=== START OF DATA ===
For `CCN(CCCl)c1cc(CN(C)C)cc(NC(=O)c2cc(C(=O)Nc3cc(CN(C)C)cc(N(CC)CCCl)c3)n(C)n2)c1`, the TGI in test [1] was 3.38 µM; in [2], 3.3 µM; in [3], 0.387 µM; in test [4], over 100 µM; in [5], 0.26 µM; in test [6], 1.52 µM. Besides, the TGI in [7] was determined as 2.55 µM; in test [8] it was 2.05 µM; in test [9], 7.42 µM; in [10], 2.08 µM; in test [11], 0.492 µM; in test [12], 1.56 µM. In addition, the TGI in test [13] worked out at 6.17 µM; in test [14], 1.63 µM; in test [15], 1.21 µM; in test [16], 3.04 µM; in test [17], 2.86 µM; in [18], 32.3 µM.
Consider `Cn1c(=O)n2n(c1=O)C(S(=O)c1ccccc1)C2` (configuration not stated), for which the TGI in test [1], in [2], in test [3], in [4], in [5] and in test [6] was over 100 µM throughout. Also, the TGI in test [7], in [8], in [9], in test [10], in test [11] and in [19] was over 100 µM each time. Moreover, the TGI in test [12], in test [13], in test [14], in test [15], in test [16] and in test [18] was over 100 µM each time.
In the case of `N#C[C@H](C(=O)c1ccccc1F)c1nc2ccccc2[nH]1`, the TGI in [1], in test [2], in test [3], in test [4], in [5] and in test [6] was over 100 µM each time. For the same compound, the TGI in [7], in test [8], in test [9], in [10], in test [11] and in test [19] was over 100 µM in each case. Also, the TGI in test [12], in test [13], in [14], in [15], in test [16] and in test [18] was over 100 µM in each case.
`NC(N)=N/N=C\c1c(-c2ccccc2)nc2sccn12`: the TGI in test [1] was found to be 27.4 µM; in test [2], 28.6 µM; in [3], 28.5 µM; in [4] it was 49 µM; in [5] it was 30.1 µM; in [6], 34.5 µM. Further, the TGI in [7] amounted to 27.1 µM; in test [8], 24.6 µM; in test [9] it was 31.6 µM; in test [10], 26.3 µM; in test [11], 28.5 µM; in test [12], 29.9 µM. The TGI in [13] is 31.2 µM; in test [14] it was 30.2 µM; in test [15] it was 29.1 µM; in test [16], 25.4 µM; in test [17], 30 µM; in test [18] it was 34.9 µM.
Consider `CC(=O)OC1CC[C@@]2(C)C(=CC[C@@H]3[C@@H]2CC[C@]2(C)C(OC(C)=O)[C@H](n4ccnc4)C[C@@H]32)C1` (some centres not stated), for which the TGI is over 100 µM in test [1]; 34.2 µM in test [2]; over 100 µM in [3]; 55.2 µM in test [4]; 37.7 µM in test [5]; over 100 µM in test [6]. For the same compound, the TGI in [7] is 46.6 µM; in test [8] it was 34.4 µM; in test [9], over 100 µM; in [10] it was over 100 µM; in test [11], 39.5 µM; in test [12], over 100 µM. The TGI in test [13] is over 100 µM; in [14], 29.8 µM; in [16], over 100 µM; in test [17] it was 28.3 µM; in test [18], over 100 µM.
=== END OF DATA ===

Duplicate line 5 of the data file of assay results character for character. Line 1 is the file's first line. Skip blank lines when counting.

Consider `CC(=O)OC1CC[C@@]2(C)C(=CC[C@@H]3[C@@H]2CC[C@]2(C)C(OC(C)=O)[C@H](n4ccnc4)C[C@@H]32)C1` (some centres not stated), for which the TGI is over 100 µM in test [1]; 34.2 µM in test [2]; over 100 µM in [3]; 55.2 µM in test [4]; 37.7 µM in test [5]; over 100 µM in test [6]. For the same compound, the TGI in [7] is 46.6 µM; in test [8] it was 34.4 µM; in test [9], over 100 µM; in [10] it was over 100 µM; in test [11], 39.5 µM; in test [12], over 100 µM. The TGI in test [13] is over 100 µM; in [14], 29.8 µM; in [16], over 100 µM; in test [17] it was 28.3 µM; in test [18], over 100 µM.